No historical or geographical philology is violated in the representation of Nativity: the birth of Christ is realized at the present time and every time and in every place. That is why the content of the Museum is International, if not Universal. That is why the baby Jesus has almond eyes and Thailandese dresses, and close by he is kept warm by Lamas. The Afflatus of universal event is reflected also in the ecstatic pleasure of admiring the artistic taste of almost all the countries of the world at one and the same time: the wooden carved crib from Africanhas no end for its astonishment. The poetry of Andine and south American woods-cribs, the charm of theAsiatic pieces, the European scene, which space out from the rigorous traditional representation to the most original pieces.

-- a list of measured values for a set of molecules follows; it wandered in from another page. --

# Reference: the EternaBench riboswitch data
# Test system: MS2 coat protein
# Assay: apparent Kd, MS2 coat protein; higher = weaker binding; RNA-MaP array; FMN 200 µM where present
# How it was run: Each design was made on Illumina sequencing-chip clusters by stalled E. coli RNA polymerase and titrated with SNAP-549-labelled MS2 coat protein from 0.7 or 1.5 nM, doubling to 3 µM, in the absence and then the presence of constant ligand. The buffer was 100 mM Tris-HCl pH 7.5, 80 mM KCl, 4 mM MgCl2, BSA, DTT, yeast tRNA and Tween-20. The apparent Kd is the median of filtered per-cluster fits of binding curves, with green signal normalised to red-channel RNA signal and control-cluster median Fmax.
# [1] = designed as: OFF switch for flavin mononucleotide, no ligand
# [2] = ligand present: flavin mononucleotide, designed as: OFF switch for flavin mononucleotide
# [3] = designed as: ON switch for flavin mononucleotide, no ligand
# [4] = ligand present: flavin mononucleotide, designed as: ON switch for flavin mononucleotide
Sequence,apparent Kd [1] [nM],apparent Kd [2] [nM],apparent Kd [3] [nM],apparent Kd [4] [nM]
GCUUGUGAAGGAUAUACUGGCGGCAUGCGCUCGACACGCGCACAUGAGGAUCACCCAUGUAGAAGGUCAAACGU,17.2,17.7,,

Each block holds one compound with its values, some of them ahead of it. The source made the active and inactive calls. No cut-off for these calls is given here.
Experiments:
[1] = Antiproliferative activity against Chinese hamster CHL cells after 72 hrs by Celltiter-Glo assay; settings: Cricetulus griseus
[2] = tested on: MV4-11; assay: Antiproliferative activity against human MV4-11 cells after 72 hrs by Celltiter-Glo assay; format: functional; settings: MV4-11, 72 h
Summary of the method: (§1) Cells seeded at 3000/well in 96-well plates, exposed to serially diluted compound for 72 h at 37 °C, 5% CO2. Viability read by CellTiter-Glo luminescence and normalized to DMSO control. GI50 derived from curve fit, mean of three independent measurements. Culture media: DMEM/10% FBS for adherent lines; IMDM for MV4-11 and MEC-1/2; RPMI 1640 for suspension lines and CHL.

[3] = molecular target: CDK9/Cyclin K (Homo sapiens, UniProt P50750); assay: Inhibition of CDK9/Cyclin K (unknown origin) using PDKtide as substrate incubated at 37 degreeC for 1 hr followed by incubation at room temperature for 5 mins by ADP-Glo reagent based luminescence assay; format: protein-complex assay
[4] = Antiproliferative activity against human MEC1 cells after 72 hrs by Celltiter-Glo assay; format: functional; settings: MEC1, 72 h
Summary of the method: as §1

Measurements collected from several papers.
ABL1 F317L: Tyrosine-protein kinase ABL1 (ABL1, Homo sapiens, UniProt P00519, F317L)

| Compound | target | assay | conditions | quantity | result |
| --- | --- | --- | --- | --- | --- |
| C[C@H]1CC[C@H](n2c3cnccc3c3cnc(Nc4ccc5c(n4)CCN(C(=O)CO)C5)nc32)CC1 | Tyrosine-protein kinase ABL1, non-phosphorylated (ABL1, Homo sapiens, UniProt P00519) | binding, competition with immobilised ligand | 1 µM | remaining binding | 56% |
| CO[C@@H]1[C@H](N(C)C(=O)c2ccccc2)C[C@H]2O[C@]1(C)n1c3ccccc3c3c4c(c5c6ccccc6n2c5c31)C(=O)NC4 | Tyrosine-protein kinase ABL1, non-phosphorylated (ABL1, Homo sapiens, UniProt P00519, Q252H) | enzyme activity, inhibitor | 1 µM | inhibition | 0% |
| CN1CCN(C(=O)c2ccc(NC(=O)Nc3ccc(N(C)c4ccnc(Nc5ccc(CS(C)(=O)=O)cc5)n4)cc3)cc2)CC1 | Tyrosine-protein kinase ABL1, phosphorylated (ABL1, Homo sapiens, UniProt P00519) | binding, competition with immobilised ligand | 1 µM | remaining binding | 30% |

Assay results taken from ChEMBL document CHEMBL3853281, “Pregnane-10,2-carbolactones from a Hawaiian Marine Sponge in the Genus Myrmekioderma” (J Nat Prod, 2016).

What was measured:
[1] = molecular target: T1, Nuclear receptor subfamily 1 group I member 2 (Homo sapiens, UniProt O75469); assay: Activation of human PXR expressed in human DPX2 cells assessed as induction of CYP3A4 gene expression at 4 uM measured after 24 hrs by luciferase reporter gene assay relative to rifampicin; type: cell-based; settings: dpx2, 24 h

The Museum is located along the “Star Street”, the same way traditionally covered by the three Wise Men in order to meet the baby Jesus in the Nativity Grotto. The way even today leads to the Manger Square, where is the Nativity Church.
The International Nativity Museum is ready to welcome Pilgrims every day according to a flexible timetable (morning, afternoon and evening). The visit of the Museum is guided by the collaborators or by the Salesians themselves in different languages.
Adjacent to the Nativity museum there is the Salesian Artistic Centre. There you can admire some youngsters of Bethlehem who are learning the traditional manufacturing of olive wood, mother of Pearl and Ceramics.

ENTRY TICKET:

Full pay: 4 Euro - 20 NIS
Reduced: 3 Euro -15 NIS

To BOOK YOUR VISIT CALL:
+970 598911511

Convention with Tour Operators and agency are foreseen.